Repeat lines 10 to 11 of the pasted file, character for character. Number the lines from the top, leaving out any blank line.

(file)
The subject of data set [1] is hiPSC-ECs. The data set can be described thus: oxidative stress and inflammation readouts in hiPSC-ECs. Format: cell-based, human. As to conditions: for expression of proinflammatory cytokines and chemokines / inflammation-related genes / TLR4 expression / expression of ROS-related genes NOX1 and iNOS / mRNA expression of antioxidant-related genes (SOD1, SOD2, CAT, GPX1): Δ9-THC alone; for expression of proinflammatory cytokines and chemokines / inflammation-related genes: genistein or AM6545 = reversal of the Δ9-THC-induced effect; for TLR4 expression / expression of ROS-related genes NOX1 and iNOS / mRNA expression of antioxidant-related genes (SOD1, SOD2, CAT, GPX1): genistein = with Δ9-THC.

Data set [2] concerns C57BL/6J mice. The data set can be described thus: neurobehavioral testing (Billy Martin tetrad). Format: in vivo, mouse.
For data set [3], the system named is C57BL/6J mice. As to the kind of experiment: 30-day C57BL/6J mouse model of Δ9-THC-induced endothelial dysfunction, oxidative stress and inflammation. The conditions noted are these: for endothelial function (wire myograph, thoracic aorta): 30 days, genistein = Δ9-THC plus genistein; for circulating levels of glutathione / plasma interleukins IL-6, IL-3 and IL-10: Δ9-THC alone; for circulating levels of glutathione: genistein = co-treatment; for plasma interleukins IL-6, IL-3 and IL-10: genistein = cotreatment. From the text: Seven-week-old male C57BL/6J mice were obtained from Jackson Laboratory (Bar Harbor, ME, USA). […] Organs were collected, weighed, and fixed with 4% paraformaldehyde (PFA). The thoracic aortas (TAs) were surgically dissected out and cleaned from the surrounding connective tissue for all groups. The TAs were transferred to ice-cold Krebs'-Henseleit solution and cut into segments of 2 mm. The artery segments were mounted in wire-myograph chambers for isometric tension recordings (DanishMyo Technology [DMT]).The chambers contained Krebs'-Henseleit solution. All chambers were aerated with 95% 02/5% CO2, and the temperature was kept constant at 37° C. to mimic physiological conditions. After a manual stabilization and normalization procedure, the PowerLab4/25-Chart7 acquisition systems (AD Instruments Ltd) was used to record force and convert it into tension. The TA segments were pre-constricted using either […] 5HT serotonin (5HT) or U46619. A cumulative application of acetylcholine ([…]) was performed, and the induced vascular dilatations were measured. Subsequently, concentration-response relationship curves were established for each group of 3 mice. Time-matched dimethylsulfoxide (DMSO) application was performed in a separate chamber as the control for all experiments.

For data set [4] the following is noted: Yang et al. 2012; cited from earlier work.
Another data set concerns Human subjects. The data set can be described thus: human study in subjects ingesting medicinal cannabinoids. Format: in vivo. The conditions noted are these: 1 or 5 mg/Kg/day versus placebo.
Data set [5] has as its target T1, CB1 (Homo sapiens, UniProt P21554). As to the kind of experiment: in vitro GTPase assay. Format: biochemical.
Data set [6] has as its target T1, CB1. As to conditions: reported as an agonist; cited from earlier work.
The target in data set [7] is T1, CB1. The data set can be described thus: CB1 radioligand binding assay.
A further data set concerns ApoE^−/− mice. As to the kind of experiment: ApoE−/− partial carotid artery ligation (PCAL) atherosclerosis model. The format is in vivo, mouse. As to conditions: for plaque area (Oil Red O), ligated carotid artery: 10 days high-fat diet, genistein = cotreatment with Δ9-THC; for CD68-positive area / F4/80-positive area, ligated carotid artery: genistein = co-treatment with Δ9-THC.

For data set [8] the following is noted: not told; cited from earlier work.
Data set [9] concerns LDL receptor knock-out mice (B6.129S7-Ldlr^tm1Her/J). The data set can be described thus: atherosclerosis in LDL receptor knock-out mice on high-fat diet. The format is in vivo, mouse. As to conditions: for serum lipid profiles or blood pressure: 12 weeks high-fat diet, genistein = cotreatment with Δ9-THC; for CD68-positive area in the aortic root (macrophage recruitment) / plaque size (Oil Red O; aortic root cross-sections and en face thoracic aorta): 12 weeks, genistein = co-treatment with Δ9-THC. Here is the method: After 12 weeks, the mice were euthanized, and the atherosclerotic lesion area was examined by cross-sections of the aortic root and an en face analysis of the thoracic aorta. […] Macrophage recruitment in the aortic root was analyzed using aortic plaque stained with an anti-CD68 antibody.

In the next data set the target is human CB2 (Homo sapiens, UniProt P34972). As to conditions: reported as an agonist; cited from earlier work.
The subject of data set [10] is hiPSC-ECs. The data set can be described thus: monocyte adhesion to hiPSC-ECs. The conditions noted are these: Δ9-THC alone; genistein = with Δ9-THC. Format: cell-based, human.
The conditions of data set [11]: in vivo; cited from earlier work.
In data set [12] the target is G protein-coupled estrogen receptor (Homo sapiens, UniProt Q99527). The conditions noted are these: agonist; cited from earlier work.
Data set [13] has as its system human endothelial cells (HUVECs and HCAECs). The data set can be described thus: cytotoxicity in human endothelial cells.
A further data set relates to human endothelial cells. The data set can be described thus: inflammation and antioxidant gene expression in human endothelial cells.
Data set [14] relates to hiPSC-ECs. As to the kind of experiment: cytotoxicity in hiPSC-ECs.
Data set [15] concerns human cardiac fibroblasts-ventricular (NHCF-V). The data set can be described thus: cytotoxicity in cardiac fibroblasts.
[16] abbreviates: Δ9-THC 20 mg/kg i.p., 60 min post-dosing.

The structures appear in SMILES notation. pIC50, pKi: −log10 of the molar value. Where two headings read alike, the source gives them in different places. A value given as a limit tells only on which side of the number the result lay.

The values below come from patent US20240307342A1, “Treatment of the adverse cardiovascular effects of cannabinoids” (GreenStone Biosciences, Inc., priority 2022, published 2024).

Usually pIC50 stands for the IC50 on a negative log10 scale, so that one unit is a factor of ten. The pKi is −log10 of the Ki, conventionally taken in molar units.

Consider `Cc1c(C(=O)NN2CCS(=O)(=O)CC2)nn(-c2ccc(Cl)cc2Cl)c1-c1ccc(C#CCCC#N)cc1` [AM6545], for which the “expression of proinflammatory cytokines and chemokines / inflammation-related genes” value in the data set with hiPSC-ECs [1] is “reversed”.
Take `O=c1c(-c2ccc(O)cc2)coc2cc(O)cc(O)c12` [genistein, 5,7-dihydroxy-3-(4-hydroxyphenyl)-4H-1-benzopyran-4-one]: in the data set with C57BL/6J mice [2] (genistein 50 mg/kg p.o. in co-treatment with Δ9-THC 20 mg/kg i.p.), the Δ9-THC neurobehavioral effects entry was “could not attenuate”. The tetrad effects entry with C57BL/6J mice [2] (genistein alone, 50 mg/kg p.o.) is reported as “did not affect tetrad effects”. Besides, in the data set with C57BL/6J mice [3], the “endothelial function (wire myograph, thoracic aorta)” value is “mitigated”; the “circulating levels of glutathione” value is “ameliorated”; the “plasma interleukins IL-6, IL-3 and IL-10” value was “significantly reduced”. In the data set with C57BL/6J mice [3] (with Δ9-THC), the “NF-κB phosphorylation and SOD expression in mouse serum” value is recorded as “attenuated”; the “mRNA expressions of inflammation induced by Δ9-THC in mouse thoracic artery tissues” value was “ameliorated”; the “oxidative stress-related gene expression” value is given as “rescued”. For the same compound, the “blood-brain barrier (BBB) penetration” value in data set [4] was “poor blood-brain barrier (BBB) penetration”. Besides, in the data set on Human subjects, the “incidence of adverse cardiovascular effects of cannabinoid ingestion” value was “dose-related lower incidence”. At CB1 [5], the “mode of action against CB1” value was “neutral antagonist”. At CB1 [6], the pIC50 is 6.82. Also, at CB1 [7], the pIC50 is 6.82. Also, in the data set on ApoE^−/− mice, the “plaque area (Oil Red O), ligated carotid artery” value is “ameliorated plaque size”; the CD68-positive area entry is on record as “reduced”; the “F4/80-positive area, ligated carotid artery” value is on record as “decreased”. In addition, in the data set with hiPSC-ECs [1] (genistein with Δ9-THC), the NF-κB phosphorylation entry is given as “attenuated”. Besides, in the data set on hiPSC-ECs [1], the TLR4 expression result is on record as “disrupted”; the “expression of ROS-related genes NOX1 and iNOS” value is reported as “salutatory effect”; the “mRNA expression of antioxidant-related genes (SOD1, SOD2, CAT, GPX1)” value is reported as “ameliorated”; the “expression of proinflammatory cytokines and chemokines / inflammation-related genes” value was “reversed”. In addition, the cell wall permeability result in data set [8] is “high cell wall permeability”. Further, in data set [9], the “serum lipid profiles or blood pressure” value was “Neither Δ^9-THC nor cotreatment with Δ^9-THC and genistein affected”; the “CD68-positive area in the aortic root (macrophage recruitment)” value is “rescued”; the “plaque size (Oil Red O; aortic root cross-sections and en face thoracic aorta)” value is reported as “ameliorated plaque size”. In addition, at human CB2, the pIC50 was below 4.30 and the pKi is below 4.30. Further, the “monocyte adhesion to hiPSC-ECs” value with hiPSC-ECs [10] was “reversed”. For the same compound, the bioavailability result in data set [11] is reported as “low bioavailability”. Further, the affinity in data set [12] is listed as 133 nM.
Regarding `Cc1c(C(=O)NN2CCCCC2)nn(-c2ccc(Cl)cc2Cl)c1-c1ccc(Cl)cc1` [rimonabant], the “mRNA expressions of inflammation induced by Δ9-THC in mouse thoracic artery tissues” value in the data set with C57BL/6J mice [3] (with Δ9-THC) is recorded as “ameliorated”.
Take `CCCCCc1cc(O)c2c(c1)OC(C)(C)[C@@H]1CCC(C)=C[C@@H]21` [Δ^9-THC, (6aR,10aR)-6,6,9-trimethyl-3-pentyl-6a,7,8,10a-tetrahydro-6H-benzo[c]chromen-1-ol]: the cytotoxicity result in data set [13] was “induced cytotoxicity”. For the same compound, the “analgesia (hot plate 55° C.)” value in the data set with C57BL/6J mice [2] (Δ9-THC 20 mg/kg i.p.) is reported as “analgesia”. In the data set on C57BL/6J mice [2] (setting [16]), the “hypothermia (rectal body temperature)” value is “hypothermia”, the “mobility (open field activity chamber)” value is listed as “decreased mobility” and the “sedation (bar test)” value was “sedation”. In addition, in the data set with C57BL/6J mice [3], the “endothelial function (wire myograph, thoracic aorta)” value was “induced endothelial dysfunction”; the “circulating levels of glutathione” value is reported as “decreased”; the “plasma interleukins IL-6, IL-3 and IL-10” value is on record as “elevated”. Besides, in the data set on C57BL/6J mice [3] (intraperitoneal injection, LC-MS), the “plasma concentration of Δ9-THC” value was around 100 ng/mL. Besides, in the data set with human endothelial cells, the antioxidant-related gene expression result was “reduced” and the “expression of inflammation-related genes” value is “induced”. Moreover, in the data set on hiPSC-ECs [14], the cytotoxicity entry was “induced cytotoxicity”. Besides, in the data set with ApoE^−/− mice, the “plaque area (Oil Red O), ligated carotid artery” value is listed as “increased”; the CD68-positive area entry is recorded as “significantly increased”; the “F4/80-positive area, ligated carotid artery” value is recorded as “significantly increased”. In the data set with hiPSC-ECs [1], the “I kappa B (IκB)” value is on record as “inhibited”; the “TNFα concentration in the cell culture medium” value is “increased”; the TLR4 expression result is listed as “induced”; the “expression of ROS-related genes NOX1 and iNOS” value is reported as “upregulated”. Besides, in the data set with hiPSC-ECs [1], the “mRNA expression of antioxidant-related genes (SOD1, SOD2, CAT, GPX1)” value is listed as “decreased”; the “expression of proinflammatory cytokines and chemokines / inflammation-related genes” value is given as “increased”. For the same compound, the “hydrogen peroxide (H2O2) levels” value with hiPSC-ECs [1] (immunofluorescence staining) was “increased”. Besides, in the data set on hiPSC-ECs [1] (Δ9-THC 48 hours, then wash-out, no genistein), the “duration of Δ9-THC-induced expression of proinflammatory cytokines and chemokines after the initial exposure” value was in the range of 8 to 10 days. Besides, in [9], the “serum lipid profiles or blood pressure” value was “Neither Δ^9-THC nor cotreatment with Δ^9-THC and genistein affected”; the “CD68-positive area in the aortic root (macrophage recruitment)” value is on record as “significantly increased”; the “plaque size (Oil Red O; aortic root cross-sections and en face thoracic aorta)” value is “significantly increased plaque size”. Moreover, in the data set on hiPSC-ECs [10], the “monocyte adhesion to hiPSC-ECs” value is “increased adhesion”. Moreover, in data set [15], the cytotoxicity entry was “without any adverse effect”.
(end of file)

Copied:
For data set [8] the following is noted: not told; cited from earlier work.
Data set [9] concerns LDL receptor knock-out mice (B6.129S7-Ldlr^tm1Her/J). The data set can be described thus: atherosclerosis in LDL receptor knock-out mice on high-fat diet. The format is in vivo, mouse. As to conditions: for serum lipid profiles or blood pressure: 12 weeks high-fat diet, genistein = cotreatment with Δ9-THC; for CD68-positive area in the aortic root (macrophage recruitment) / plaque size (Oil Red O; aortic root cross-sections and en face thoracic aorta): 12 weeks, genistein = co-treatment with Δ9-THC. Here is the method: After 12 weeks, the mice were euthanized, and the atherosclerotic lesion area was examined by cross-sections of the aortic root and an en face analysis of the thoracic aorta. […] Macrophage recruitment in the aortic root was analyzed using aortic plaque stained with an anti-CD68 antibody.